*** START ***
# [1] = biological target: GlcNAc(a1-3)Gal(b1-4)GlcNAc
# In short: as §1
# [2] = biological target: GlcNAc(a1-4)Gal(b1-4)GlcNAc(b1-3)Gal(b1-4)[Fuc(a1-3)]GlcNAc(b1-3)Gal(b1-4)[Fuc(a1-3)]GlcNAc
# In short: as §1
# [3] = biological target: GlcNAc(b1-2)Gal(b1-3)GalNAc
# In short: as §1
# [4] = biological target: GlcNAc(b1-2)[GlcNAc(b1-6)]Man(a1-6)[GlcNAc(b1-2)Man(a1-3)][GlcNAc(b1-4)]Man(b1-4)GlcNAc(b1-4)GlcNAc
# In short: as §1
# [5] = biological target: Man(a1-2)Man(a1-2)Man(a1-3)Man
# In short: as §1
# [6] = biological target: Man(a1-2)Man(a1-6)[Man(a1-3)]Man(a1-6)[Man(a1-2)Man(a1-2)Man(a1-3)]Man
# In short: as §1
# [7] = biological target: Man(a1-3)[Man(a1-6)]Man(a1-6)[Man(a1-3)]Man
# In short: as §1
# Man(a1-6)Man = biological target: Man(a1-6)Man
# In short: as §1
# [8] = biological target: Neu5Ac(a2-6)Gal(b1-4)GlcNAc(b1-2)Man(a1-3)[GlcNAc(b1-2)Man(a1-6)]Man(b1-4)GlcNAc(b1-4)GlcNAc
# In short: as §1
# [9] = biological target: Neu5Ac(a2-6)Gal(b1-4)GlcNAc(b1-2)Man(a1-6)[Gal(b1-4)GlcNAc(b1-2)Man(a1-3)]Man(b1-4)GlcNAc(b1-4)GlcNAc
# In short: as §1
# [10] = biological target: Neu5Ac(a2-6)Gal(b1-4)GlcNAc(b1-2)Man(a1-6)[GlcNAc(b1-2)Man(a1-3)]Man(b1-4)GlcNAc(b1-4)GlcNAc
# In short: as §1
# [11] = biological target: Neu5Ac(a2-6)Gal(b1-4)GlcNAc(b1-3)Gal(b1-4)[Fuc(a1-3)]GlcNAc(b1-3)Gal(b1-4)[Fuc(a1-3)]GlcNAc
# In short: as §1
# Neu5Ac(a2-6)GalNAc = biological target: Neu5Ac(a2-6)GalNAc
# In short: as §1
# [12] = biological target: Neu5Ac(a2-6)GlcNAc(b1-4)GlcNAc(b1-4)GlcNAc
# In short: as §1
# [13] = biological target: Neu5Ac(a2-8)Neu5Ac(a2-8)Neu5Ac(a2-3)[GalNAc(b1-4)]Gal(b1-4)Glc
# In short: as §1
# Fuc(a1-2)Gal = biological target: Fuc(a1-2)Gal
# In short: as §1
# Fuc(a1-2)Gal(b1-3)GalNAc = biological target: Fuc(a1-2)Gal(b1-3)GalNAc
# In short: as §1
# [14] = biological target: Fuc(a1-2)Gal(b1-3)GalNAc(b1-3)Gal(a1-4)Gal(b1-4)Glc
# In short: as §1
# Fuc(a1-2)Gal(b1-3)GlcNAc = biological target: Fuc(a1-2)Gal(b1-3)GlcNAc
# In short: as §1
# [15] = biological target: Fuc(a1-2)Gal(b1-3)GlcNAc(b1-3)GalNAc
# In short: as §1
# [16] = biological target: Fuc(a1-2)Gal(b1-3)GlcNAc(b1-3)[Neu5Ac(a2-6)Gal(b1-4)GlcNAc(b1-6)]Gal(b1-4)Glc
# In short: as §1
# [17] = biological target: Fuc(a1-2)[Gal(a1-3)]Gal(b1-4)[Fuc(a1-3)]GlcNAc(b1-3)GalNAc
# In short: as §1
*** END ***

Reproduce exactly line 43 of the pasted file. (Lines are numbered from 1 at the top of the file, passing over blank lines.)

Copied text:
# [17] = biological target: Fuc(a1-2)[Gal(a1-3)]Gal(b1-4)[Fuc(a1-3)]GlcNAc(b1-3)GalNAc